No, no, no. You’ve explained this before (with a clever cartoon I can’t immediately find).

    Left – Public management of all prisons.
    Right – Private management of all prisons.
    Centrist/Moderate – Public management of some prisons, private management of other prisons.

    🙂

    • George Darroch 11.1

      Taxpayer funded capitalism, the good kind. The private groups get the profitable sections, while the public carries the rest.

      • Tim Ellis 11.1.1

        That’s an interesting point, George. One of the main arguments for state intervention is when there is market failure. If the market can provide some prison management services effectively and efficiently, then why should the state be providing those services?

        • Draco T Bastard 11.1.1.1

          Because it’s cheaper for the state for them to do so. Cost to the state for a private provider to do it is Cost + Profit whereas the cost for the state to do it is Cost. It is, quite simply, impossible for the private sector to be able to do the same job for less.

          • Tim Ellis 11.1.1.1.1

            Experience in New Zealand shows that it isn’t a costplus equation Draco. Auckland Remand prisoners were held for far less cost than both before, and after the State took over the system, and by any measure the privately-managed prison was much better managed than its predecessor.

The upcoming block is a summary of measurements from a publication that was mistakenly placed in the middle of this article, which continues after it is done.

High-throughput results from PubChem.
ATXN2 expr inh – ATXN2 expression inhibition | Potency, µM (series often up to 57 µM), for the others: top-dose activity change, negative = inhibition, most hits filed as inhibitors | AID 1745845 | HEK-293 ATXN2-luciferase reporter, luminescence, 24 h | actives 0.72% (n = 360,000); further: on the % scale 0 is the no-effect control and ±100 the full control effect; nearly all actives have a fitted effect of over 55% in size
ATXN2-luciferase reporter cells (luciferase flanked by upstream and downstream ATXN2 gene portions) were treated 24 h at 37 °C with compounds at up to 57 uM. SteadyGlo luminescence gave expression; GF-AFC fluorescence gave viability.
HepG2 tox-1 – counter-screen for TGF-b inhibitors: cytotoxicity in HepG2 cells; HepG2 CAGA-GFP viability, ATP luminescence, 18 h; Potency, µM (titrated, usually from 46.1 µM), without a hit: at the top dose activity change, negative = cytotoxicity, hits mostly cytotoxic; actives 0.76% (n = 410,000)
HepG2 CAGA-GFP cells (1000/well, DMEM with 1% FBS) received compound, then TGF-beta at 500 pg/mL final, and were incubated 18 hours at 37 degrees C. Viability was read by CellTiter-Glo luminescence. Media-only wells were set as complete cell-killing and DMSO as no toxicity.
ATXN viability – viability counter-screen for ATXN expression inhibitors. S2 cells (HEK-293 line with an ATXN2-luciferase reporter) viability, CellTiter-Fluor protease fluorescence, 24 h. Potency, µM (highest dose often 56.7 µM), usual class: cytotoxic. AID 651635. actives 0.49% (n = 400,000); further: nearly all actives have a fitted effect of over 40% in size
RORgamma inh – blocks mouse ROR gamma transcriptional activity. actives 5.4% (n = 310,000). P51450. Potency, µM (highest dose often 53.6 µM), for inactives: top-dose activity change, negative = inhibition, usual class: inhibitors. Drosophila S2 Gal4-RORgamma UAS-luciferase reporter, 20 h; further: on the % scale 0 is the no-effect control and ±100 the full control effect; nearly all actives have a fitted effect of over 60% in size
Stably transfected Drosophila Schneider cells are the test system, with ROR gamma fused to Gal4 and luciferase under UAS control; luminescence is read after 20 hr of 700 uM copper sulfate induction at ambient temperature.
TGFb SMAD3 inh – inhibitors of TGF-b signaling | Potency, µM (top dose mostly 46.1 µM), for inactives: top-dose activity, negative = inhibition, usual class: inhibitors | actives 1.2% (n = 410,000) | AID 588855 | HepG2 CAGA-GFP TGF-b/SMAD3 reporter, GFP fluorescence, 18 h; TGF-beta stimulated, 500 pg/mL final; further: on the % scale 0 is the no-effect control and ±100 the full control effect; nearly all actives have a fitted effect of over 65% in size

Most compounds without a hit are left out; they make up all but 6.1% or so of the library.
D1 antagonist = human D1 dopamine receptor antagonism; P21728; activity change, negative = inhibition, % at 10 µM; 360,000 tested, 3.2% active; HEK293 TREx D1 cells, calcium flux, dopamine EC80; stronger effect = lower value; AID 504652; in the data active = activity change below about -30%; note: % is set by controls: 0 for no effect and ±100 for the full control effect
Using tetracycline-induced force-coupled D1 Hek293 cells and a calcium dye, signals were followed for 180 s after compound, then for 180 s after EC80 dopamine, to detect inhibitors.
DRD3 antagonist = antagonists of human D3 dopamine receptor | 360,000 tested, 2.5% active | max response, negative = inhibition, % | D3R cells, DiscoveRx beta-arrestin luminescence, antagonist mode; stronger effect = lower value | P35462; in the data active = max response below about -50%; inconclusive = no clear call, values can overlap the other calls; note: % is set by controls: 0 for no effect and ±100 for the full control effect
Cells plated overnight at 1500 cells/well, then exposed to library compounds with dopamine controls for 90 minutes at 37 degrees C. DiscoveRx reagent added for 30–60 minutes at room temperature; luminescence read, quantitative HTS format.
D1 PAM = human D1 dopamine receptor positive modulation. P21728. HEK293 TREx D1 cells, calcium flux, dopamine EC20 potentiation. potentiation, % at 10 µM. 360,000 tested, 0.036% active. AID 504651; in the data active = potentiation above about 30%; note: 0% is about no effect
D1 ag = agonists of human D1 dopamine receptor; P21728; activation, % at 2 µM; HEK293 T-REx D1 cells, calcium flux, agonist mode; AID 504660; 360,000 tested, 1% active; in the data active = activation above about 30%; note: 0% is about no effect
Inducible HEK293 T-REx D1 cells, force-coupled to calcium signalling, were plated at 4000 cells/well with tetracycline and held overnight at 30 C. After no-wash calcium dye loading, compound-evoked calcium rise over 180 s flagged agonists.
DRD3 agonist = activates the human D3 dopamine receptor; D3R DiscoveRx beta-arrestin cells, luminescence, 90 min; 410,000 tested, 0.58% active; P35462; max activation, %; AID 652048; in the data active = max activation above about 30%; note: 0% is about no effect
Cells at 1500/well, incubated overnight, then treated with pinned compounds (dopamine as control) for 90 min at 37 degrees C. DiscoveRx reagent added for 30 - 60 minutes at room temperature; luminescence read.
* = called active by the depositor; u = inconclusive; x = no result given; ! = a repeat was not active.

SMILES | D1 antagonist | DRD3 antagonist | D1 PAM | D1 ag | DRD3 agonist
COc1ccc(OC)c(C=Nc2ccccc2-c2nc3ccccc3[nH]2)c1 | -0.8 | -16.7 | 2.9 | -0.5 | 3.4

12. BLiP 12

    The fundamental flaw with this is that part of a prison sentence is rehabilitation. Now, seriously, what business seeks to reduce its market? Its like Health, what private hospital wants less patients?

    The incarceration of its citizens is properly the duty of a state, certainly not foreign owned multinationals who’s sole moral imperative is the maximising of returns to shareholders.

    Its sickening. Why don’t we just contract out the duties of Parliament to Xe?

    • Graeme 12.1

      GPs are all private providers. I imagine the concern that they were evil capitalists trying to keep people sick – and thus earn more money – was why the left was so fundamentally opposed to Labour’s primary healthcare strategy.

    • Tim Ellis 12.2

      I think that’s a silly argument, BLiP. If it’s in a private prison’s interests to keep reoffending and incarceration rates high to protect profits, why is it not also in the interests of the prison workers’ union to keep reincarceration rates high in order to protect prison union jobs?